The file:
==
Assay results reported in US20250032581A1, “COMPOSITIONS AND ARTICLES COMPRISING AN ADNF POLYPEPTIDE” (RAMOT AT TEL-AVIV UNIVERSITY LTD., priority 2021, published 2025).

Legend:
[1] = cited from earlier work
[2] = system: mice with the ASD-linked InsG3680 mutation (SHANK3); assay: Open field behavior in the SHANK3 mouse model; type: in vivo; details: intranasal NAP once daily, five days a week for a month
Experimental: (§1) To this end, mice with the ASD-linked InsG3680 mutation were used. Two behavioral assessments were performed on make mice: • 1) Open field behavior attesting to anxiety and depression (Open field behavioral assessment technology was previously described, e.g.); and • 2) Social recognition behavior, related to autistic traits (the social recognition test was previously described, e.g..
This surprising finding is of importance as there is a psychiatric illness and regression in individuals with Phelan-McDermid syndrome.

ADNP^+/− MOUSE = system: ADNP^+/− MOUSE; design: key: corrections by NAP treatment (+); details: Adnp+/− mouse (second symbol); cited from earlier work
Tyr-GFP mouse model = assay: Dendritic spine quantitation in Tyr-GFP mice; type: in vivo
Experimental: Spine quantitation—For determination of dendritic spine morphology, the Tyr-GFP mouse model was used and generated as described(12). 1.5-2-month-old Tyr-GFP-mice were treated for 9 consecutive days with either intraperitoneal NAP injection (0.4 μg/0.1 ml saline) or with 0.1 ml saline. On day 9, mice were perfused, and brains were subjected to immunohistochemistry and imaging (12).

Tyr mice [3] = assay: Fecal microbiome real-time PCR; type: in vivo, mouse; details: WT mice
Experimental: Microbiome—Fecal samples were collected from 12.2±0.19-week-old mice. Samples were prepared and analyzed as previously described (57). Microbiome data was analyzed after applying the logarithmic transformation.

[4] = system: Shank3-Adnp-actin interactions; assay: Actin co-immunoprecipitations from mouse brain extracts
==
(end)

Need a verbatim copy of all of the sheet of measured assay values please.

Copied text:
Assay results reported in US20250032581A1, “COMPOSITIONS AND ARTICLES COMPRISING AN ADNF POLYPEPTIDE” (RAMOT AT TEL-AVIV UNIVERSITY LTD., priority 2021, published 2025).

Legend:
[1] = cited from earlier work
[2] = system: mice with the ASD-linked InsG3680 mutation (SHANK3); assay: Open field behavior in the SHANK3 mouse model; type: in vivo; details: intranasal NAP once daily, five days a week for a month
Experimental: (§1) To this end, mice with the ASD-linked InsG3680 mutation were used. Two behavioral assessments were performed on make mice: • 1) Open field behavior attesting to anxiety and depression (Open field behavioral assessment technology was previously described, e.g.); and • 2) Social recognition behavior, related to autistic traits (the social recognition test was previously described, e.g..
This surprising finding is of importance as there is a psychiatric illness and regression in individuals with Phelan-McDermid syndrome.

ADNP^+/− MOUSE = system: ADNP^+/− MOUSE; design: key: corrections by NAP treatment (+); details: Adnp+/− mouse (second symbol); cited from earlier work
Tyr-GFP mouse model = assay: Dendritic spine quantitation in Tyr-GFP mice; type: in vivo
Experimental: Spine quantitation—For determination of dendritic spine morphology, the Tyr-GFP mouse model was used and generated as described(12). 1.5-2-month-old Tyr-GFP-mice were treated for 9 consecutive days with either intraperitoneal NAP injection (0.4 μg/0.1 ml saline) or with 0.1 ml saline. On day 9, mice were perfused, and brains were subjected to immunohistochemistry and imaging (12).

Tyr mice [3] = assay: Fecal microbiome real-time PCR; type: in vivo, mouse; details: WT mice
Experimental: Microbiome—Fecal samples were collected from 12.2±0.19-week-old mice. Samples were prepared and analyzed as previously described (57). Microbiome data was analyzed after applying the logarithmic transformation.

[4] = system: Shank3-Adnp-actin interactions; assay: Actin co-immunoprecipitations from mouse brain extracts